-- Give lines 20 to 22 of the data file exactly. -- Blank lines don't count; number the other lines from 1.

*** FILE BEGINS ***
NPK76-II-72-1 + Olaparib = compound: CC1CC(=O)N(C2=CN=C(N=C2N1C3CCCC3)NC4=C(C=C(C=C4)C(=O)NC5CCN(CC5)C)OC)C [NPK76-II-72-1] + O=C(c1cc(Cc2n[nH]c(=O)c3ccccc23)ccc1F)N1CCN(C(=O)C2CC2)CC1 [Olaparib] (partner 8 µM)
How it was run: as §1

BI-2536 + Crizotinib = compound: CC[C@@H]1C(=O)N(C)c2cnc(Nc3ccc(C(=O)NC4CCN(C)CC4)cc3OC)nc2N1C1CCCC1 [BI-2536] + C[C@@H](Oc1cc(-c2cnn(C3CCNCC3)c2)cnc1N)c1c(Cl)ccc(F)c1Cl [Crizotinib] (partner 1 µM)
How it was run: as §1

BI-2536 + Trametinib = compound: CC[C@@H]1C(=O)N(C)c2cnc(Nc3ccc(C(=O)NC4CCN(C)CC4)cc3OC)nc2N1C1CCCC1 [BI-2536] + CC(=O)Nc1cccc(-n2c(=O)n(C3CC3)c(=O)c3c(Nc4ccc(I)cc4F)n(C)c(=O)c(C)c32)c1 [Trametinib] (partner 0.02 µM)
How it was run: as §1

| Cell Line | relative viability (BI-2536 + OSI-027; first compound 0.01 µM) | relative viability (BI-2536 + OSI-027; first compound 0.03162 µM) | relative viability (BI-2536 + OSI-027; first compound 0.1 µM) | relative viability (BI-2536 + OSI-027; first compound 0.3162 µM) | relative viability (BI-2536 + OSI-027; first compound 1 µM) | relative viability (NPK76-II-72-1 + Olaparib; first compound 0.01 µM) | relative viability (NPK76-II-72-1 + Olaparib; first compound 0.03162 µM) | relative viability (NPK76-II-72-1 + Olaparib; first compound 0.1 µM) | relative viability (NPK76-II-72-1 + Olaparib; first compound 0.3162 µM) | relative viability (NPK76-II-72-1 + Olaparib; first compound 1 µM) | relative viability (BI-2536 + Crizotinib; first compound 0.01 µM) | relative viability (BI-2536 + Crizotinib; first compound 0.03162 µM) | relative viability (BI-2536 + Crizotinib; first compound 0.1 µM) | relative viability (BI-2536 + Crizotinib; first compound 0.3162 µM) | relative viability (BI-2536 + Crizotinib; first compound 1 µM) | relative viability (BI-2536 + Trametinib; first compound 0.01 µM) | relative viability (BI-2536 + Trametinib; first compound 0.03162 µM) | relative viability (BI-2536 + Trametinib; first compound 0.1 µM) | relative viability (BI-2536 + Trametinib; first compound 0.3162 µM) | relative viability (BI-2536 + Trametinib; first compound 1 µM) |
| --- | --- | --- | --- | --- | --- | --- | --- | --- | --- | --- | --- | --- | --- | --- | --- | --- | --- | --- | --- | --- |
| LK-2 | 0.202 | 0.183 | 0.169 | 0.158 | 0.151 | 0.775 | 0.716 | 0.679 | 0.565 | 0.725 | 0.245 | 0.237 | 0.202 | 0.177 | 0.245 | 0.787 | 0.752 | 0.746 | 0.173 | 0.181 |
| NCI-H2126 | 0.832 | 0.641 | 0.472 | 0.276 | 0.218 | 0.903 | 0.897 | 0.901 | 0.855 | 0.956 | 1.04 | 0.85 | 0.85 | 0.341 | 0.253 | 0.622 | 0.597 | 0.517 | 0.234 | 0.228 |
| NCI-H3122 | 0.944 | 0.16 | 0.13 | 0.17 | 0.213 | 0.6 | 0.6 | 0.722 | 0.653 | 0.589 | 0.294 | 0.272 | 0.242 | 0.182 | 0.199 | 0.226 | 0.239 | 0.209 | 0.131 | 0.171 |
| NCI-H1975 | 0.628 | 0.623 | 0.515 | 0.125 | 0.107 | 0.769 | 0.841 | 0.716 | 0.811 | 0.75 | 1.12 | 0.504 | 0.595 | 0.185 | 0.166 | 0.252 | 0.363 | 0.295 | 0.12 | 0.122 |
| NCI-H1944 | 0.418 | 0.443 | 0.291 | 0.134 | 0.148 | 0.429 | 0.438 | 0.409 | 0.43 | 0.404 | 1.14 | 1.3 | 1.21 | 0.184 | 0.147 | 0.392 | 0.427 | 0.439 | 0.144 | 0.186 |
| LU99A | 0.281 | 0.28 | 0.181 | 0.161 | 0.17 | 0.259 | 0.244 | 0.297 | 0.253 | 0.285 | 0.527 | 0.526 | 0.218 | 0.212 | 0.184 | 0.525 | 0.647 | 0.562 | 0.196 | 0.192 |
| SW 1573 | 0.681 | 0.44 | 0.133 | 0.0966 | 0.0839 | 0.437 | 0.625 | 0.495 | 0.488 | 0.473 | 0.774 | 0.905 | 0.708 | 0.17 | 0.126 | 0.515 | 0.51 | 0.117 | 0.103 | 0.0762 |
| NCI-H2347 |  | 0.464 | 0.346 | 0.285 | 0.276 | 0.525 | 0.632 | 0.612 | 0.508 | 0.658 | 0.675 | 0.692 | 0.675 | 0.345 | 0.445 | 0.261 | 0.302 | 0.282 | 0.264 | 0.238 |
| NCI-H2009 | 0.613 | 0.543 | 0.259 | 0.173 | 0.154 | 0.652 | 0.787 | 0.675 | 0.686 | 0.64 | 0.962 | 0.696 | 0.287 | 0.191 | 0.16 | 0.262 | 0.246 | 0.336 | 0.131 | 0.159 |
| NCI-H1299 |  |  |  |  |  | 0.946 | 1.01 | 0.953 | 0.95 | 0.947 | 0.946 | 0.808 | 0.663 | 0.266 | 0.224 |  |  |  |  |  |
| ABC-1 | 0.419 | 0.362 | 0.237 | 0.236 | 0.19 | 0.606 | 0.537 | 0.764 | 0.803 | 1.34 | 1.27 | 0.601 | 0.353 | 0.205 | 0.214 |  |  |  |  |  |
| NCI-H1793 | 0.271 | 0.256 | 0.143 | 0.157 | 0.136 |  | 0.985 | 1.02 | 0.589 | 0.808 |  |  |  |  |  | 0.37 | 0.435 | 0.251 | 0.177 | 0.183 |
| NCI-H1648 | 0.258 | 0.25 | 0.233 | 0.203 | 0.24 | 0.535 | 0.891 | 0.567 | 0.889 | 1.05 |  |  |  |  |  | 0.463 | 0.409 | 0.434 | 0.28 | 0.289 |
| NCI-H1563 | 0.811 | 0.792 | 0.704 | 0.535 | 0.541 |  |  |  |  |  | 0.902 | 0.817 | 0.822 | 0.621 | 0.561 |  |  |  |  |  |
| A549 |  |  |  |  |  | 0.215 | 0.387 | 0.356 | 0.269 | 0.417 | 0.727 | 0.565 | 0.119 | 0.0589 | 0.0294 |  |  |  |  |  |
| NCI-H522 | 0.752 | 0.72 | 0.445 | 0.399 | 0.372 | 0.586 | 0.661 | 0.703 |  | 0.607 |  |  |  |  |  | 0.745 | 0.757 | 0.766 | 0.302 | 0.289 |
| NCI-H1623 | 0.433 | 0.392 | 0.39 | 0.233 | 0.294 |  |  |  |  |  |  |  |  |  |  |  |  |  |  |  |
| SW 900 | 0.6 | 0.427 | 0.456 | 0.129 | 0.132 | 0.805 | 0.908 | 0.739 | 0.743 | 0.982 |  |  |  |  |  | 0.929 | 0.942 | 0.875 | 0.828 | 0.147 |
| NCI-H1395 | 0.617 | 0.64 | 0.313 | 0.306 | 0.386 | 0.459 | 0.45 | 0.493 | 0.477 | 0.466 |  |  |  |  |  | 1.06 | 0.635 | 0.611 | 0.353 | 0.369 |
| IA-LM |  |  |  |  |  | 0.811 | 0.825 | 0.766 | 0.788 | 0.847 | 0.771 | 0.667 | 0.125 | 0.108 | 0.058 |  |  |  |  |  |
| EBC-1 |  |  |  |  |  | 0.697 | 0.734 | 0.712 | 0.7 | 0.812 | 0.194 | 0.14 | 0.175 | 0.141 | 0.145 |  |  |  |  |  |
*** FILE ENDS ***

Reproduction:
| NCI-H1793 | 0.271 | 0.256 | 0.143 | 0.157 | 0.136 |  | 0.985 | 1.02 | 0.589 | 0.808 |  |  |  |  |  | 0.37 | 0.435 | 0.251 | 0.177 | 0.183 |
| NCI-H1648 | 0.258 | 0.25 | 0.233 | 0.203 | 0.24 | 0.535 | 0.891 | 0.567 | 0.889 | 1.05 |  |  |  |  |  | 0.463 | 0.409 | 0.434 | 0.28 | 0.289 |
| NCI-H1563 | 0.811 | 0.792 | 0.704 | 0.535 | 0.541 |  |  |  |  |  | 0.902 | 0.817 | 0.822 | 0.621 | 0.561 |  |  |  |  |  |